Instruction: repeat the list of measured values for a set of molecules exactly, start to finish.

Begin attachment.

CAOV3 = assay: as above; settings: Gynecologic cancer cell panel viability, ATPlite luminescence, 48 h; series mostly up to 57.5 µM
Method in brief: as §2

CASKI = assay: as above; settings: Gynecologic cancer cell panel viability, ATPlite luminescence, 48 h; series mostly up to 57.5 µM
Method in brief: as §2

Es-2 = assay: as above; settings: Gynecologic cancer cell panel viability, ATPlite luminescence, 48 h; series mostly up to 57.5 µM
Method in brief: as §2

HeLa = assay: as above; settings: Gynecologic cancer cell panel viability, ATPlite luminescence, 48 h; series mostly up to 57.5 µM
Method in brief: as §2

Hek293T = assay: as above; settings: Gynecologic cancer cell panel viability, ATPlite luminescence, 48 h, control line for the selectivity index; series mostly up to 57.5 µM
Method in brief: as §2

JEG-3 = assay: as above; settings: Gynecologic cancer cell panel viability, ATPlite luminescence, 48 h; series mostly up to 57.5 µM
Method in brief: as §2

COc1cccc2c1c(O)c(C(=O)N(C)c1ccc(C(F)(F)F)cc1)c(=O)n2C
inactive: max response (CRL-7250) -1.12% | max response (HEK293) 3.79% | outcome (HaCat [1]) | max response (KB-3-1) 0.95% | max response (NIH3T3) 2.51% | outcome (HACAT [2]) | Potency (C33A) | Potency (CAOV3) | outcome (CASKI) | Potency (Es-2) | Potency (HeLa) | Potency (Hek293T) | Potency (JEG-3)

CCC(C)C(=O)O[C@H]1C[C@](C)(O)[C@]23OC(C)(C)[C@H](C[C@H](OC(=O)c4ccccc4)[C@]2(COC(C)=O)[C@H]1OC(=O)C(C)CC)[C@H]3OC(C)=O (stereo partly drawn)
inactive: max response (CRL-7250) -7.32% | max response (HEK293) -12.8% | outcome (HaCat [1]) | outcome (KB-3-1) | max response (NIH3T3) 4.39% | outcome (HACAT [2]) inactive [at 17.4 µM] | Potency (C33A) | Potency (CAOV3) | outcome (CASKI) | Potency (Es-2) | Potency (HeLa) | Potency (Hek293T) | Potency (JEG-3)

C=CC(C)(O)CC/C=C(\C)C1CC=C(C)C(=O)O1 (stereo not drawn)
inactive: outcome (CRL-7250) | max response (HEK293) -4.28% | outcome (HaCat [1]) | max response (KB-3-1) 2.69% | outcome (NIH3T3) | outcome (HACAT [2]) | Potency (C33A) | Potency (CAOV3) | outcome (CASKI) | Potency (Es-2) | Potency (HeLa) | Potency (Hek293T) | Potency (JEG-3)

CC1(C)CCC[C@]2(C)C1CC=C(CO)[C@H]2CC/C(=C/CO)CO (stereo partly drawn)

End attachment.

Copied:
CAOV3 = assay: as above; settings: Gynecologic cancer cell panel viability, ATPlite luminescence, 48 h; series mostly up to 57.5 µM
Method in brief: as §2

CASKI = assay: as above; settings: Gynecologic cancer cell panel viability, ATPlite luminescence, 48 h; series mostly up to 57.5 µM
Method in brief: as §2

Es-2 = assay: as above; settings: Gynecologic cancer cell panel viability, ATPlite luminescence, 48 h; series mostly up to 57.5 µM
Method in brief: as §2

HeLa = assay: as above; settings: Gynecologic cancer cell panel viability, ATPlite luminescence, 48 h; series mostly up to 57.5 µM
Method in brief: as §2

Hek293T = assay: as above; settings: Gynecologic cancer cell panel viability, ATPlite luminescence, 48 h, control line for the selectivity index; series mostly up to 57.5 µM
Method in brief: as §2

JEG-3 = assay: as above; settings: Gynecologic cancer cell panel viability, ATPlite luminescence, 48 h; series mostly up to 57.5 µM
Method in brief: as §2

COc1cccc2c1c(O)c(C(=O)N(C)c1ccc(C(F)(F)F)cc1)c(=O)n2C
inactive: max response (CRL-7250) -1.12% | max response (HEK293) 3.79% | outcome (HaCat [1]) | max response (KB-3-1) 0.95% | max response (NIH3T3) 2.51% | outcome (HACAT [2]) | Potency (C33A) | Potency (CAOV3) | outcome (CASKI) | Potency (Es-2) | Potency (HeLa) | Potency (Hek293T) | Potency (JEG-3)

CCC(C)C(=O)O[C@H]1C[C@](C)(O)[C@]23OC(C)(C)[C@H](C[C@H](OC(=O)c4ccccc4)[C@]2(COC(C)=O)[C@H]1OC(=O)C(C)CC)[C@H]3OC(C)=O (stereo partly drawn)
inactive: max response (CRL-7250) -7.32% | max response (HEK293) -12.8% | outcome (HaCat [1]) | outcome (KB-3-1) | max response (NIH3T3) 4.39% | outcome (HACAT [2]) inactive [at 17.4 µM] | Potency (C33A) | Potency (CAOV3) | outcome (CASKI) | Potency (Es-2) | Potency (HeLa) | Potency (Hek293T) | Potency (JEG-3)

C=CC(C)(O)CC/C=C(\C)C1CC=C(C)C(=O)O1 (stereo not drawn)
inactive: outcome (CRL-7250) | max response (HEK293) -4.28% | outcome (HaCat [1]) | max response (KB-3-1) 2.69% | outcome (NIH3T3) | outcome (HACAT [2]) | Potency (C33A) | Potency (CAOV3) | outcome (CASKI) | Potency (Es-2) | Potency (HeLa) | Potency (Hek293T) | Potency (JEG-3)

CC1(C)CCC[C@]2(C)C1CC=C(CO)[C@H]2CC/C(=C/CO)CO (stereo partly drawn)